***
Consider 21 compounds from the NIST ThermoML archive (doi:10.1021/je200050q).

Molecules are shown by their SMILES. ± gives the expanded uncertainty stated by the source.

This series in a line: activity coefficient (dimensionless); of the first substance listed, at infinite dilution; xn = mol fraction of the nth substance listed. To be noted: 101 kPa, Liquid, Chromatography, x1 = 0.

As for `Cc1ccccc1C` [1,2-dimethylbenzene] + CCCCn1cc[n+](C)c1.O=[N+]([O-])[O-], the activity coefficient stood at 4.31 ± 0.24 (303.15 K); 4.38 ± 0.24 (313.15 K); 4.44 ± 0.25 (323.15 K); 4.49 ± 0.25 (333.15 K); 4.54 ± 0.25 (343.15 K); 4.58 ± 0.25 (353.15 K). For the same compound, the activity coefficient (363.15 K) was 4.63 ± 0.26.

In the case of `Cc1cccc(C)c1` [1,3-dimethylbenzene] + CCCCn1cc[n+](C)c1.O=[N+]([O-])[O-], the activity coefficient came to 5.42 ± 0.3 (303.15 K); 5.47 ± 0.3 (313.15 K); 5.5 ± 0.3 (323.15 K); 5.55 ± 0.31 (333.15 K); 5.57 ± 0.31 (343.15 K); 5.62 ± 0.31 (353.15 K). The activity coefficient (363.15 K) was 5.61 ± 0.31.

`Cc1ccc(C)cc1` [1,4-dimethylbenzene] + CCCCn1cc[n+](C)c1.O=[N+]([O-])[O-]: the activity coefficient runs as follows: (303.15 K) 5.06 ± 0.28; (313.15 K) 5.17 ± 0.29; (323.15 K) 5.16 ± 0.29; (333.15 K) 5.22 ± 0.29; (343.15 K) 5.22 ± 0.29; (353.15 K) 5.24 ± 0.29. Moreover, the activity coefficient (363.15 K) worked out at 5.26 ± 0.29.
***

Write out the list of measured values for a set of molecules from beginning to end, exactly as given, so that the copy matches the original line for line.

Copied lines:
Consider 21 compounds from the NIST ThermoML archive (doi:10.1021/je200050q).

Molecules are shown by their SMILES. ± gives the expanded uncertainty stated by the source.

This series in a line: activity coefficient (dimensionless); of the first substance listed, at infinite dilution; xn = mol fraction of the nth substance listed. To be noted: 101 kPa, Liquid, Chromatography, x1 = 0.

As for `Cc1ccccc1C` [1,2-dimethylbenzene] + CCCCn1cc[n+](C)c1.O=[N+]([O-])[O-], the activity coefficient stood at 4.31 ± 0.24 (303.15 K); 4.38 ± 0.24 (313.15 K); 4.44 ± 0.25 (323.15 K); 4.49 ± 0.25 (333.15 K); 4.54 ± 0.25 (343.15 K); 4.58 ± 0.25 (353.15 K). For the same compound, the activity coefficient (363.15 K) was 4.63 ± 0.26.

In the case of `Cc1cccc(C)c1` [1,3-dimethylbenzene] + CCCCn1cc[n+](C)c1.O=[N+]([O-])[O-], the activity coefficient came to 5.42 ± 0.3 (303.15 K); 5.47 ± 0.3 (313.15 K); 5.5 ± 0.3 (323.15 K); 5.55 ± 0.31 (333.15 K); 5.57 ± 0.31 (343.15 K); 5.62 ± 0.31 (353.15 K). The activity coefficient (363.15 K) was 5.61 ± 0.31.

`Cc1ccc(C)cc1` [1,4-dimethylbenzene] + CCCCn1cc[n+](C)c1.O=[N+]([O-])[O-]: the activity coefficient runs as follows: (303.15 K) 5.06 ± 0.28; (313.15 K) 5.17 ± 0.29; (323.15 K) 5.16 ± 0.29; (333.15 K) 5.22 ± 0.29; (343.15 K) 5.22 ± 0.29; (353.15 K) 5.24 ± 0.29. Moreover, the activity coefficient (363.15 K) worked out at 5.26 ± 0.29.